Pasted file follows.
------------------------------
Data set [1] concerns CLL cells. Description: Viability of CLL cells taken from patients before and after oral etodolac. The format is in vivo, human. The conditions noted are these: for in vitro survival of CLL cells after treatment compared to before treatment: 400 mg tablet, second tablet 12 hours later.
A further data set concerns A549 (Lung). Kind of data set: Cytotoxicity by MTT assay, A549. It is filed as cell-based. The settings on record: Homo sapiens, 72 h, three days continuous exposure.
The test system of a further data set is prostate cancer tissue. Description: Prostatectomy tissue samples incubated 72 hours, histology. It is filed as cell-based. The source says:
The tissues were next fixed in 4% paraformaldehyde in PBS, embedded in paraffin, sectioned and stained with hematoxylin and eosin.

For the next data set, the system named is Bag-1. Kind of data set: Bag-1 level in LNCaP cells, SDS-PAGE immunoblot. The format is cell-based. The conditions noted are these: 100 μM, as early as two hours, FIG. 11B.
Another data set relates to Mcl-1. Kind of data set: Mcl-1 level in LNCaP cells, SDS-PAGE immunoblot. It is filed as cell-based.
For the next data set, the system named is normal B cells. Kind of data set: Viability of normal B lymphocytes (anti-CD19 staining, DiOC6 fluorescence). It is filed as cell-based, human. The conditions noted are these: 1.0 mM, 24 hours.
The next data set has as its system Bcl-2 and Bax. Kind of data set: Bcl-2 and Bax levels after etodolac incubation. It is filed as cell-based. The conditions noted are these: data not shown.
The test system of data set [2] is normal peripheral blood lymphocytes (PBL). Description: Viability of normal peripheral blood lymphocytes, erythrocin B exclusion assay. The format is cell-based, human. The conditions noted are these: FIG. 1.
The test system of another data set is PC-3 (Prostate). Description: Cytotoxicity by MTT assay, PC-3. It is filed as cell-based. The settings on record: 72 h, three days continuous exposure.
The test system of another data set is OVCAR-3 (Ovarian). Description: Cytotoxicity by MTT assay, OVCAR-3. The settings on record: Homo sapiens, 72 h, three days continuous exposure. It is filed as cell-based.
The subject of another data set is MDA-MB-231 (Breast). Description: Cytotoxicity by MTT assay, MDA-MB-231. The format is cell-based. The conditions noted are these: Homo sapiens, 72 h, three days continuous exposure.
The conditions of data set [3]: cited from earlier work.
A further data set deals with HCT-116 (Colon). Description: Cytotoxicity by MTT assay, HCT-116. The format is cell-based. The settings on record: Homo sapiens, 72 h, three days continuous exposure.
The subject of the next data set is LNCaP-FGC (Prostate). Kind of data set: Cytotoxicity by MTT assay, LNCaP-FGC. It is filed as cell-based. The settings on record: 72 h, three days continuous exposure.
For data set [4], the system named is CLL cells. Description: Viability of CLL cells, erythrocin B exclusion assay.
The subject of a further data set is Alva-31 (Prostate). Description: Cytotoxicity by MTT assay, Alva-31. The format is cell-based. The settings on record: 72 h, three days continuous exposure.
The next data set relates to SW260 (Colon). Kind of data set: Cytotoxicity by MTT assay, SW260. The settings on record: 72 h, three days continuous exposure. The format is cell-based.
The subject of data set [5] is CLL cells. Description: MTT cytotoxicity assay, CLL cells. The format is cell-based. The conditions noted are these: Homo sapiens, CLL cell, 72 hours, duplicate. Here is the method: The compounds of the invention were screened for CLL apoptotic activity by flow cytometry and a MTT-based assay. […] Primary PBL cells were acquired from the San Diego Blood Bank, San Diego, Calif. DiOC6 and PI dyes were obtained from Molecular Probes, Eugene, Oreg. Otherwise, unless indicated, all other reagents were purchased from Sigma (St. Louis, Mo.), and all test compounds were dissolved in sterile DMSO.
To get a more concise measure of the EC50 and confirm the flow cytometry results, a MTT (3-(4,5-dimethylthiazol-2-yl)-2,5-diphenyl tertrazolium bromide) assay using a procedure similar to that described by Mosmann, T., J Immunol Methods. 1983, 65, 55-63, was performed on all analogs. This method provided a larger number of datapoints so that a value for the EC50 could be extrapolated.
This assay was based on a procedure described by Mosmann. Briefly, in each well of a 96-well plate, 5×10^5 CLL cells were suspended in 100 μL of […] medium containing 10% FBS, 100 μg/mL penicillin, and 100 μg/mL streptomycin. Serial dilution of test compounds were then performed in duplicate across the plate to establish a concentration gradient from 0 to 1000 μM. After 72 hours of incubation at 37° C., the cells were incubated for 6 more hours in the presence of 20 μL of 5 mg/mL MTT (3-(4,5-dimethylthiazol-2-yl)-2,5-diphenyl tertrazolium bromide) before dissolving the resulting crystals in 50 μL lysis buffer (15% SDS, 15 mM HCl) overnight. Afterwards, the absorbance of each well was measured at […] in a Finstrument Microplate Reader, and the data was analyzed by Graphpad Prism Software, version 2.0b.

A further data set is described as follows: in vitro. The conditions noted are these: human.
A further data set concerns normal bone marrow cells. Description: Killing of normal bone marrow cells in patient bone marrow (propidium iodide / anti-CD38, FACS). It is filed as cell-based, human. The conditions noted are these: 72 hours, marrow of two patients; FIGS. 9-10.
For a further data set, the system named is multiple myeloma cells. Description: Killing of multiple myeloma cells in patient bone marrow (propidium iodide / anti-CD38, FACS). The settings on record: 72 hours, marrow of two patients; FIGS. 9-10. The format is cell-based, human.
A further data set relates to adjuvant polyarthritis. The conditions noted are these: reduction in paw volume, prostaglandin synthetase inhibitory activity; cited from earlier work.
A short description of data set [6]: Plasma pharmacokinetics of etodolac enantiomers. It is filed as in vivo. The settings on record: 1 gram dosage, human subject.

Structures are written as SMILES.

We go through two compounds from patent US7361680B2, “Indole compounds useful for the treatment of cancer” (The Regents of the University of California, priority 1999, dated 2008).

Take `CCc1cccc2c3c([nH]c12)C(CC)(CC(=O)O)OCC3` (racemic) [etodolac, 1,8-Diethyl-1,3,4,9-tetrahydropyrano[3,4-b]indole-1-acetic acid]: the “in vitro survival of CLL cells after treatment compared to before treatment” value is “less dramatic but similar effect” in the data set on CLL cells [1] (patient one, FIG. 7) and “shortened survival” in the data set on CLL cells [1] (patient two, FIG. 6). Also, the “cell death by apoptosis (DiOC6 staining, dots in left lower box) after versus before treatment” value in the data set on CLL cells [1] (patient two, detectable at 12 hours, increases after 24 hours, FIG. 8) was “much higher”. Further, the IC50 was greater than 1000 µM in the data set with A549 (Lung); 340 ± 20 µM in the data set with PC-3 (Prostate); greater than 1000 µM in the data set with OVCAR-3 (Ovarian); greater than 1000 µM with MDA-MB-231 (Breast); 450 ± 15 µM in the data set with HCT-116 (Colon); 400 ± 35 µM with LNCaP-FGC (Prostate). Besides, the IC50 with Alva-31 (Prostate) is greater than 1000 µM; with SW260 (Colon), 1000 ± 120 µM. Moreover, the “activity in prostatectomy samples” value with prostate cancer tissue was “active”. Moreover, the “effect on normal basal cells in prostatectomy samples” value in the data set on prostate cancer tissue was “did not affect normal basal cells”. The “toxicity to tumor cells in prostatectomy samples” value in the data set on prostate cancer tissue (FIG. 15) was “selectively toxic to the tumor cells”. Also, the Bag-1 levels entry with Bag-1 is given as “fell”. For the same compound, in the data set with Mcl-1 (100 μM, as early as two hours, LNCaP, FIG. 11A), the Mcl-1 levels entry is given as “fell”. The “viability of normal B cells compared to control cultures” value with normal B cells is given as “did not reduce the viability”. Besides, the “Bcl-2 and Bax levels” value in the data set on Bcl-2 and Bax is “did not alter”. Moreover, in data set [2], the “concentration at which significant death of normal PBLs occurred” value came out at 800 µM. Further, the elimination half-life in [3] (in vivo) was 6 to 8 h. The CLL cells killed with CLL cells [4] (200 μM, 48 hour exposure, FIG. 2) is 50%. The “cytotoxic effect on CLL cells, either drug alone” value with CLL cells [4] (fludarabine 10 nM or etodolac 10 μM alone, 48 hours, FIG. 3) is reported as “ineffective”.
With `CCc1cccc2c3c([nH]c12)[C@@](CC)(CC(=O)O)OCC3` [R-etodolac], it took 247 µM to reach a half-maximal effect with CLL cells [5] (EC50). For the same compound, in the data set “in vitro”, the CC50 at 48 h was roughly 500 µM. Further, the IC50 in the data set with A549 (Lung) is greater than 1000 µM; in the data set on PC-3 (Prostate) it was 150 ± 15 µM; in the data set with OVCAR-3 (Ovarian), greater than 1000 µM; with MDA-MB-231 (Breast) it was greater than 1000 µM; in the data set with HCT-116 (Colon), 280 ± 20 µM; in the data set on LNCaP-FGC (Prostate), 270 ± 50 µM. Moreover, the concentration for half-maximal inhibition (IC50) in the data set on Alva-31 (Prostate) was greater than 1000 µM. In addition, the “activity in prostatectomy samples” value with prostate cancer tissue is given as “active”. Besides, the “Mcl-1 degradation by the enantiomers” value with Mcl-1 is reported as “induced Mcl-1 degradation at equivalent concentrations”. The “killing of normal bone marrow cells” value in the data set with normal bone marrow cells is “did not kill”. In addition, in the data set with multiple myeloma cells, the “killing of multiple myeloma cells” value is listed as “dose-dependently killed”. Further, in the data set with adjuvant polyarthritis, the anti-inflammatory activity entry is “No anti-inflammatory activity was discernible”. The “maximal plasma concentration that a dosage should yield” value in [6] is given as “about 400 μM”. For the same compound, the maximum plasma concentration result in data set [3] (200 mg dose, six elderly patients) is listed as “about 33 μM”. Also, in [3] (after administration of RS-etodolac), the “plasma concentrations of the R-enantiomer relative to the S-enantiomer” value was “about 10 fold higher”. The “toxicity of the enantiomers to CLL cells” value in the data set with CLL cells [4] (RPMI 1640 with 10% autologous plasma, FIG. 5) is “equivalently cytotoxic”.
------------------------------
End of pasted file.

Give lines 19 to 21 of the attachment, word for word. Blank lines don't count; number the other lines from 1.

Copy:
The subject of data set [5] is CLL cells. Description: MTT cytotoxicity assay, CLL cells. The format is cell-based. The conditions noted are these: Homo sapiens, CLL cell, 72 hours, duplicate. Here is the method: The compounds of the invention were screened for CLL apoptotic activity by flow cytometry and a MTT-based assay. […] Primary PBL cells were acquired from the San Diego Blood Bank, San Diego, Calif. DiOC6 and PI dyes were obtained from Molecular Probes, Eugene, Oreg. Otherwise, unless indicated, all other reagents were purchased from Sigma (St. Louis, Mo.), and all test compounds were dissolved in sterile DMSO.
To get a more concise measure of the EC50 and confirm the flow cytometry results, a MTT (3-(4,5-dimethylthiazol-2-yl)-2,5-diphenyl tertrazolium bromide) assay using a procedure similar to that described by Mosmann, T., J Immunol Methods. 1983, 65, 55-63, was performed on all analogs. This method provided a larger number of datapoints so that a value for the EC50 could be extrapolated.
This assay was based on a procedure described by Mosmann. Briefly, in each well of a 96-well plate, 5×10^5 CLL cells were suspended in 100 μL of […] medium containing 10% FBS, 100 μg/mL penicillin, and 100 μg/mL streptomycin. Serial dilution of test compounds were then performed in duplicate across the plate to establish a concentration gradient from 0 to 1000 μM. After 72 hours of incubation at 37° C., the cells were incubated for 6 more hours in the presence of 20 μL of 5 mg/mL MTT (3-(4,5-dimethylthiazol-2-yl)-2,5-diphenyl tertrazolium bromide) before dissolving the resulting crystals in 50 μL lysis buffer (15% SDS, 15 mM HCl) overnight. Afterwards, the absorbance of each well was measured at […] in a Finstrument Microplate Reader, and the data was analyzed by Graphpad Prism Software, version 2.0b.